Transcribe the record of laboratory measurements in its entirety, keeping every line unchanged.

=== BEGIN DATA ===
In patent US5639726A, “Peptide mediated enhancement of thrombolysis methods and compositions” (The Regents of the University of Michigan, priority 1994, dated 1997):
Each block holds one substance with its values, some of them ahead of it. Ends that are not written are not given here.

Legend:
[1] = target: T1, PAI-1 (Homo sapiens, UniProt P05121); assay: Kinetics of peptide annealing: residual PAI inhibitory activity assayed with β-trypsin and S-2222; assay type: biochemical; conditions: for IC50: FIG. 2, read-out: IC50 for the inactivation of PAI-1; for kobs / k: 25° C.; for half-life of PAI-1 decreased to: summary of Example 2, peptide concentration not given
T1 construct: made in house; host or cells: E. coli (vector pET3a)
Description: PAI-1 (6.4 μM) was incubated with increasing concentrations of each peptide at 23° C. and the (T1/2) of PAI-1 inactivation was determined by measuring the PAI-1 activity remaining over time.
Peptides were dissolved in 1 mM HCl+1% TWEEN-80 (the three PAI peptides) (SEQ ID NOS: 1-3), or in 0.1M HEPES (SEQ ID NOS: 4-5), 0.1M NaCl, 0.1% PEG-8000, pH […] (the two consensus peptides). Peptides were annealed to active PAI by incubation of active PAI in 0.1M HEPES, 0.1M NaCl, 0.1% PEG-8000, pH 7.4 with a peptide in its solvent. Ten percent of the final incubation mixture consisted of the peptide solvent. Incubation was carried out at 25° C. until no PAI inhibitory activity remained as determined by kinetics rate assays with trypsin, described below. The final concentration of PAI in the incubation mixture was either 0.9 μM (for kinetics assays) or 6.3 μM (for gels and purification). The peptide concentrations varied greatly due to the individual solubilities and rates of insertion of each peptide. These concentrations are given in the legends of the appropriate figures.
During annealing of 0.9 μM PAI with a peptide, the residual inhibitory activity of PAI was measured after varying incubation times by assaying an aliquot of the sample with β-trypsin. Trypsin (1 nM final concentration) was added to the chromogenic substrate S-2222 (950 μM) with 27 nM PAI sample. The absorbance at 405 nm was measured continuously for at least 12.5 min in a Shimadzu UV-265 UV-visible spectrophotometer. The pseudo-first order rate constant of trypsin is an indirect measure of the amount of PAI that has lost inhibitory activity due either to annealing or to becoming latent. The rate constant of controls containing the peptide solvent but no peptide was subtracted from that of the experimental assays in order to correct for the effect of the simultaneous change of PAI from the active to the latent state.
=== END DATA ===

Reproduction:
In patent US5639726A, “Peptide mediated enhancement of thrombolysis methods and compositions” (The Regents of the University of Michigan, priority 1994, dated 1997):
Each block holds one substance with its values, some of them ahead of it. Ends that are not written are not given here.

Legend:
[1] = target: T1, PAI-1 (Homo sapiens, UniProt P05121); assay: Kinetics of peptide annealing: residual PAI inhibitory activity assayed with β-trypsin and S-2222; assay type: biochemical; conditions: for IC50: FIG. 2, read-out: IC50 for the inactivation of PAI-1; for kobs / k: 25° C.; for half-life of PAI-1 decreased to: summary of Example 2, peptide concentration not given
T1 construct: made in house; host or cells: E. coli (vector pET3a)
Description: PAI-1 (6.4 μM) was incubated with increasing concentrations of each peptide at 23° C. and the (T1/2) of PAI-1 inactivation was determined by measuring the PAI-1 activity remaining over time.
Peptides were dissolved in 1 mM HCl+1% TWEEN-80 (the three PAI peptides) (SEQ ID NOS: 1-3), or in 0.1M HEPES (SEQ ID NOS: 4-5), 0.1M NaCl, 0.1% PEG-8000, pH […] (the two consensus peptides). Peptides were annealed to active PAI by incubation of active PAI in 0.1M HEPES, 0.1M NaCl, 0.1% PEG-8000, pH 7.4 with a peptide in its solvent. Ten percent of the final incubation mixture consisted of the peptide solvent. Incubation was carried out at 25° C. until no PAI inhibitory activity remained as determined by kinetics rate assays with trypsin, described below. The final concentration of PAI in the incubation mixture was either 0.9 μM (for kinetics assays) or 6.3 μM (for gels and purification). The peptide concentrations varied greatly due to the individual solubilities and rates of insertion of each peptide. These concentrations are given in the legends of the appropriate figures.
During annealing of 0.9 μM PAI with a peptide, the residual inhibitory activity of PAI was measured after varying incubation times by assaying an aliquot of the sample with β-trypsin. Trypsin (1 nM final concentration) was added to the chromogenic substrate S-2222 (950 μM) with 27 nM PAI sample. The absorbance at 405 nm was measured continuously for at least 12.5 min in a Shimadzu UV-265 UV-visible spectrophotometer. The pseudo-first order rate constant of trypsin is an indirect measure of the amount of PAI that has lost inhibitory activity due either to annealing or to becoming latent. The rate constant of controls containing the peptide solvent but no peptide was subtracted from that of the experimental assays in order to correct for the effect of the simultaneous change of PAI from the active to the latent state.